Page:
In determining whether a claimant is disabled, that is, unable to engage in any substantial gainful activity by reason of a medically determinable impairment that has lasted or can be expected to last for a continuous period of not less than twelve months, 42 U.S.C. § 423(d), the Commissioner follows a five-step sequential evaluation process.[1] Here, Plaintiff raises a single issue: The ALJ erred at Step Four by improperly determining that Plaintiff retained the RFC to perform her past relevant work as a housekeeper.

After an exhaustive review of the record evidence, the ALJ found that Plaintiff retained the RFC to perform medium work. R. at 21. The ALJ, however, imposed additional restrictions, including limiting her to jobs involving only simple instructions and no contact with the general public. R. at 21. With this RFC in hand, the ALJ then identified Plaintiff's past work as a hotel housekeeper and reasoned, "In comparing the claimant's residual functional capacity with the physical and mental demands of this work, the undersigned finds that the claimant is able to perform it as actually performed." R. at 23.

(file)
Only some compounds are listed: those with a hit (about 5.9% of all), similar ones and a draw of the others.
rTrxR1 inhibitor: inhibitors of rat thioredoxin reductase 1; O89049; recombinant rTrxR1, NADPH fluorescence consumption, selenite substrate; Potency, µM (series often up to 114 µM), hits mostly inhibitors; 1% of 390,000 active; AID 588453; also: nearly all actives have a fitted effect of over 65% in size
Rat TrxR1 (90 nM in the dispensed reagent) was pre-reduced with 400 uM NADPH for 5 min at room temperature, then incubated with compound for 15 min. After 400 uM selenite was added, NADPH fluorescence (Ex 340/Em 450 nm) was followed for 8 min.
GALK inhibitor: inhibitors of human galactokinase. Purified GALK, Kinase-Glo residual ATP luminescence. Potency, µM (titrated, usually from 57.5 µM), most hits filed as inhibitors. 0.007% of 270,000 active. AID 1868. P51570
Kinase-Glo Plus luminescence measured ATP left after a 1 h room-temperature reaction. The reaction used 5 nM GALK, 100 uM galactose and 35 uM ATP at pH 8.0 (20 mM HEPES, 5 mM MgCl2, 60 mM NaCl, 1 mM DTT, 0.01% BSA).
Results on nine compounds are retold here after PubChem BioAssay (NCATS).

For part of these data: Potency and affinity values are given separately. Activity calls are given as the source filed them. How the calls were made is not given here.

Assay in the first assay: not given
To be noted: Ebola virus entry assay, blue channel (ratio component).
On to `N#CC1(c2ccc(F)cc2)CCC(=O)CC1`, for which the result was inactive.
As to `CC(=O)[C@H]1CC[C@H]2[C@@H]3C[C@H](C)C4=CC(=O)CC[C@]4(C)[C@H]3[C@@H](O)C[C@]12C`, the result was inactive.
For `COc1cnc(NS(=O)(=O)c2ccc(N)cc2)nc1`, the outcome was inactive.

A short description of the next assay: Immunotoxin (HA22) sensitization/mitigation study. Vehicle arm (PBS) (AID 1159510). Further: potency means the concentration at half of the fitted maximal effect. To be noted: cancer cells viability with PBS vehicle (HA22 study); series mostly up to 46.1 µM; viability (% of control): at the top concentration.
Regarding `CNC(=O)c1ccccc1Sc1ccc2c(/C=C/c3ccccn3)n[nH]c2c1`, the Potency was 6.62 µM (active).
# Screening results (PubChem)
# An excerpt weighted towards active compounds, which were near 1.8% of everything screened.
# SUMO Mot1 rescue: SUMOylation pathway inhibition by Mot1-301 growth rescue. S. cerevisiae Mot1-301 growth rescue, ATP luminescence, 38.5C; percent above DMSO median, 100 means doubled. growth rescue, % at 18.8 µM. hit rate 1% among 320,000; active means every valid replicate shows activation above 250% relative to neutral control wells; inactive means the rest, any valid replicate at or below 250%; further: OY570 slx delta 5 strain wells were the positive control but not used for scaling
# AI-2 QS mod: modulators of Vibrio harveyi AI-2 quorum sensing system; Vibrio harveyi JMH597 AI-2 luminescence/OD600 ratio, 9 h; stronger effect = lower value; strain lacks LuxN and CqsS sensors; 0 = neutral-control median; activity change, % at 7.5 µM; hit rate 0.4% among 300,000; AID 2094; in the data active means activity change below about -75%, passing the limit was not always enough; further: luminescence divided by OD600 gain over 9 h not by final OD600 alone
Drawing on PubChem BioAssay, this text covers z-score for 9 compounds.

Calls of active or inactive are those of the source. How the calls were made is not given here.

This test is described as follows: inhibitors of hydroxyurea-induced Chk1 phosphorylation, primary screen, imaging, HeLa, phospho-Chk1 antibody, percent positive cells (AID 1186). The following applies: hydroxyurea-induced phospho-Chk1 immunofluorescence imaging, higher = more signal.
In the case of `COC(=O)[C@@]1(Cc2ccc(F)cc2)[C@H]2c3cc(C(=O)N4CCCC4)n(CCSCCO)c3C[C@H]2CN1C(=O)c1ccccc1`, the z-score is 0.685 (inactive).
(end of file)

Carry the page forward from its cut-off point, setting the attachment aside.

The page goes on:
Plaintiff first contends that the finding that she could perform past relevant work is patently inadequate because it fails to list the physical and mental demands of this work as required under the Social Security Regulations. In determining whether a claimant can perform past work, the ALJ must include findings on: (1) the claimant's RFC; (2) the physical and mental demands of the past work; and (3) whether given the claimant's RFC, she could return to her past work. SSR 82-62, 1982 WL 31386, at *4 (Jan. 1, 1982). Without a doubt, the ALJ clearly fulfilled the first requirement by extensively summarizing the record evidence before formulating Plaintiff's RFC. R. at 21-23. Similarly, the ALJ also stated that he compared the requirements of the past work to Plaintiff's RFC and so concluded that she could return to work as a housekeeper, thus satisfying the third requirement under SSR 82-62. R. at 23.

There is some merit to Plaintiff's claim that the ALJ did not make specific findings on the physical and mental demands of her past work, as required by the second prong of SSR 82-62. The ALJ merely said that he "compared" the mental and physical demands of her past work with her current RFC, but he never listed what those demands were. Nevertheless, the Court finds this misstep to be a deficiency in opinion writing, not an outcome determinative error. See Hepp v. Astrue, 511 F.3d 798, 806 (8th Cir. 2008) ("We have held that an arguable deficiency in opinion-writing technique does not require us to set aside an administrative finding when that deficiency had no bearing on the outcome." (internal quotation marks omitted)).